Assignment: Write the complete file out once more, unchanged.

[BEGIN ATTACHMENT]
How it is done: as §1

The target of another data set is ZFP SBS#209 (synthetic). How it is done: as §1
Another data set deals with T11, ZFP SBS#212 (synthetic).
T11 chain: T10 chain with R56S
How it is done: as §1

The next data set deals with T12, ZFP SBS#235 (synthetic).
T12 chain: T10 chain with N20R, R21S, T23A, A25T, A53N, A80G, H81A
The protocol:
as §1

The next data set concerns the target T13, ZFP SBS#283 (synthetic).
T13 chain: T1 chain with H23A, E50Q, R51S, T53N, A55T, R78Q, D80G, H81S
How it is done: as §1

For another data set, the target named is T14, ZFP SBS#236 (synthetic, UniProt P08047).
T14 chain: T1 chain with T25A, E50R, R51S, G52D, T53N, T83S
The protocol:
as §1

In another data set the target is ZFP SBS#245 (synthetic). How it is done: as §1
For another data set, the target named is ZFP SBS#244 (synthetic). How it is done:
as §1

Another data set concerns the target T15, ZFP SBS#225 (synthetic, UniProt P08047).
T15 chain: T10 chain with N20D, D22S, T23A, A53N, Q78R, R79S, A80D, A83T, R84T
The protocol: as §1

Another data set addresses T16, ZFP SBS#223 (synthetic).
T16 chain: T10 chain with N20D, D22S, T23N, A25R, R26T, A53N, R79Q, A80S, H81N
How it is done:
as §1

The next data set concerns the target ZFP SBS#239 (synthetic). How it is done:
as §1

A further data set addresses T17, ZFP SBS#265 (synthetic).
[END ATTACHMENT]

How it is done: as §1

The target of another data set is ZFP SBS#209 (synthetic). How it is done: as §1
Another data set deals with T11, ZFP SBS#212 (synthetic).
T11 chain: T10 chain with R56S
How it is done: as §1

The next data set deals with T12, ZFP SBS#235 (synthetic).
T12 chain: T10 chain with N20R, R21S, T23A, A25T, A53N, A80G, H81A
The protocol:
as §1

The next data set concerns the target T13, ZFP SBS#283 (synthetic).
T13 chain: T1 chain with H23A, E50Q, R51S, T53N, A55T, R78Q, D80G, H81S
How it is done: as §1

For another data set, the target named is T14, ZFP SBS#236 (synthetic, UniProt P08047).
T14 chain: T1 chain with T25A, E50R, R51S, G52D, T53N, T83S
The protocol:
as §1

In another data set the target is ZFP SBS#245 (synthetic). How it is done: as §1
For another data set, the target named is ZFP SBS#244 (synthetic). How it is done:
as §1

Another data set concerns the target T15, ZFP SBS#225 (synthetic, UniProt P08047).
T15 chain: T10 chain with N20D, D22S, T23A, A53N, Q78R, R79S, A80D, A83T, R84T
The protocol: as §1

Another data set addresses T16, ZFP SBS#223 (synthetic).
T16 chain: T10 chain with N20D, D22S, T23N, A25R, R26T, A53N, R79Q, A80S, H81N
How it is done:
as §1

The next data set concerns the target ZFP SBS#239 (synthetic). How it is done:
as §1

A further data set addresses T17, ZFP SBS#265 (synthetic).